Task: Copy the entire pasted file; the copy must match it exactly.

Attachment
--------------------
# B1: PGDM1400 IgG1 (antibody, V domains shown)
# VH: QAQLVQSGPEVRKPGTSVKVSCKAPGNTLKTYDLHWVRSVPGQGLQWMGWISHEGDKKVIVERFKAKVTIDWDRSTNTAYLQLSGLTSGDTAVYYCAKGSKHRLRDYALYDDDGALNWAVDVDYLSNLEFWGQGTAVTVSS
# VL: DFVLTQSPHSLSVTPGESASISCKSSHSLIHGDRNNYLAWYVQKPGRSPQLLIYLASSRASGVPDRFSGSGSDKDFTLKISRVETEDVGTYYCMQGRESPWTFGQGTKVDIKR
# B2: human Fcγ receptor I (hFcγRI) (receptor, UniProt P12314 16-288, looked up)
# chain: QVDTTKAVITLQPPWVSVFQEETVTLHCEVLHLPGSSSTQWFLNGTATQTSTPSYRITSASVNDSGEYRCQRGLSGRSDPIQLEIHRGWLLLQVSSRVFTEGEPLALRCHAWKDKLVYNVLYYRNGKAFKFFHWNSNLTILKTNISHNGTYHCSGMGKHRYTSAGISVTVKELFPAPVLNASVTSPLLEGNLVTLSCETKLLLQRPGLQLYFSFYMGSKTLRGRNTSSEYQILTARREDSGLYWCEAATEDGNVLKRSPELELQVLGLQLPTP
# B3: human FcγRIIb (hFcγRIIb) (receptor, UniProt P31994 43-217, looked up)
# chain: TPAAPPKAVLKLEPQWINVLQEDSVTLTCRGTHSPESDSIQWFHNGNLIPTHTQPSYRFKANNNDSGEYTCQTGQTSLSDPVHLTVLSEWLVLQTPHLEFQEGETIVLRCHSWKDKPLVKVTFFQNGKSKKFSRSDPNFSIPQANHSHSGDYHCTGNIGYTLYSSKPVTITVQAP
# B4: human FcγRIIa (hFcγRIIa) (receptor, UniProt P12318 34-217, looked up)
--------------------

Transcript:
# B1: PGDM1400 IgG1 (antibody, V domains shown)
# VH: QAQLVQSGPEVRKPGTSVKVSCKAPGNTLKTYDLHWVRSVPGQGLQWMGWISHEGDKKVIVERFKAKVTIDWDRSTNTAYLQLSGLTSGDTAVYYCAKGSKHRLRDYALYDDDGALNWAVDVDYLSNLEFWGQGTAVTVSS
# VL: DFVLTQSPHSLSVTPGESASISCKSSHSLIHGDRNNYLAWYVQKPGRSPQLLIYLASSRASGVPDRFSGSGSDKDFTLKISRVETEDVGTYYCMQGRESPWTFGQGTKVDIKR
# B2: human Fcγ receptor I (hFcγRI) (receptor, UniProt P12314 16-288, looked up)
# chain: QVDTTKAVITLQPPWVSVFQEETVTLHCEVLHLPGSSSTQWFLNGTATQTSTPSYRITSASVNDSGEYRCQRGLSGRSDPIQLEIHRGWLLLQVSSRVFTEGEPLALRCHAWKDKLVYNVLYYRNGKAFKFFHWNSNLTILKTNISHNGTYHCSGMGKHRYTSAGISVTVKELFPAPVLNASVTSPLLEGNLVTLSCETKLLLQRPGLQLYFSFYMGSKTLRGRNTSSEYQILTARREDSGLYWCEAATEDGNVLKRSPELELQVLGLQLPTP
# B3: human FcγRIIb (hFcγRIIb) (receptor, UniProt P31994 43-217, looked up)
# chain: TPAAPPKAVLKLEPQWINVLQEDSVTLTCRGTHSPESDSIQWFHNGNLIPTHTQPSYRFKANNNDSGEYTCQTGQTSLSDPVHLTVLSEWLVLQTPHLEFQEGETIVLRCHSWKDKPLVKVTFFQNGKSKKFSRSDPNFSIPQANHSHSGDYHCTGNIGYTLYSSKPVTITVQAP
# B4: human FcγRIIa (hFcγRIIa) (receptor, UniProt P12318 34-217, looked up)